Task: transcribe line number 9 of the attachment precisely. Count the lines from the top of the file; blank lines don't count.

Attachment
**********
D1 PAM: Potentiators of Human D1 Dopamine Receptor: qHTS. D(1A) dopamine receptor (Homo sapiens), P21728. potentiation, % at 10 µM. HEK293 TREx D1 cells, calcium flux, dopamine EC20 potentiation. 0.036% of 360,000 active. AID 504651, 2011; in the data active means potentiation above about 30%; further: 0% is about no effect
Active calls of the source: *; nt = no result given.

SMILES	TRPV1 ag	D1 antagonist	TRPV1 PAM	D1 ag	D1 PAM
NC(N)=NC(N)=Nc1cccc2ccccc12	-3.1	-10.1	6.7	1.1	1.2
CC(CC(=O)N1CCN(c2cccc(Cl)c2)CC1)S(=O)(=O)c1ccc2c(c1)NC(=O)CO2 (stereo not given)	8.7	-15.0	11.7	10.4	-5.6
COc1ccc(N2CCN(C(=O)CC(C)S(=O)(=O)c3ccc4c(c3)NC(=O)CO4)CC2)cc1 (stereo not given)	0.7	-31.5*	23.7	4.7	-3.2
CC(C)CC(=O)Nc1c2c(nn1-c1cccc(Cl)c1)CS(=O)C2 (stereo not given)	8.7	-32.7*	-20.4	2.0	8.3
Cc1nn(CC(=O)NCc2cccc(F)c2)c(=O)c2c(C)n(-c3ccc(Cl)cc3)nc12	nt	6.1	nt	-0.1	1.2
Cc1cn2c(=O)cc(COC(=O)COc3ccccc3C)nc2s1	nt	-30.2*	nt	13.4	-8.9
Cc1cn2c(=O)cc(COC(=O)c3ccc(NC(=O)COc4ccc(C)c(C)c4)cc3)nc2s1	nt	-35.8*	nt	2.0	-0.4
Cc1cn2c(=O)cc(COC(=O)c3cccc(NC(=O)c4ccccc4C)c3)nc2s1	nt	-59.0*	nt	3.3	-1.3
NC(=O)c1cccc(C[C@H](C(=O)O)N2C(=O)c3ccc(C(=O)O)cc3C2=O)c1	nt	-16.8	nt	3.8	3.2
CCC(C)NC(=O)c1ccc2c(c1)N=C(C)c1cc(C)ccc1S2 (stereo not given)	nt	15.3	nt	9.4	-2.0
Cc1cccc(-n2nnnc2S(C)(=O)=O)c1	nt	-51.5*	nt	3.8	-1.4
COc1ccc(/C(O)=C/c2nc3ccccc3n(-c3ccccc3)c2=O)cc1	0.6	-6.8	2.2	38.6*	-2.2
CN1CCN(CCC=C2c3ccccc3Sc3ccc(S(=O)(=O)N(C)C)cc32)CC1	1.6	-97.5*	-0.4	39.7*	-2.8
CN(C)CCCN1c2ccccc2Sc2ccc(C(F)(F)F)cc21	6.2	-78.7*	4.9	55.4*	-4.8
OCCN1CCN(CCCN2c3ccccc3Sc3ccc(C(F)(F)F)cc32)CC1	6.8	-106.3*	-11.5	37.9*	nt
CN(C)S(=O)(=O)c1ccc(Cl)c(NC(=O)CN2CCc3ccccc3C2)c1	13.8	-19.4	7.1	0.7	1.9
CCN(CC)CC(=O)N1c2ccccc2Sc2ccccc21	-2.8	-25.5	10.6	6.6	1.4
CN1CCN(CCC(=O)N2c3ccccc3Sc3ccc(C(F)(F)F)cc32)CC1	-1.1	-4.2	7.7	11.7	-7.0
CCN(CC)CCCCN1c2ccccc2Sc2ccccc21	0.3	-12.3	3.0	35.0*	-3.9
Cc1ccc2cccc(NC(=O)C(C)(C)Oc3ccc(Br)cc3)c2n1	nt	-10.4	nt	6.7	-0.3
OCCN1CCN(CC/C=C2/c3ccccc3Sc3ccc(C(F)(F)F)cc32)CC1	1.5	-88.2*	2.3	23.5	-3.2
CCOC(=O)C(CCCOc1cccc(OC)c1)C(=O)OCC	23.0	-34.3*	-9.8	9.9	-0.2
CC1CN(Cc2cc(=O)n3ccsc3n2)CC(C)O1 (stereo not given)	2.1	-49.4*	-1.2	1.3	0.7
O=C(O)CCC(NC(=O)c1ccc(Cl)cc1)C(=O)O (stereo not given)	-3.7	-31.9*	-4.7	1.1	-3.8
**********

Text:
Cc1cn2c(=O)cc(COC(=O)COc3ccccc3C)nc2s1	nt	-30.2*	nt	13.4	-8.9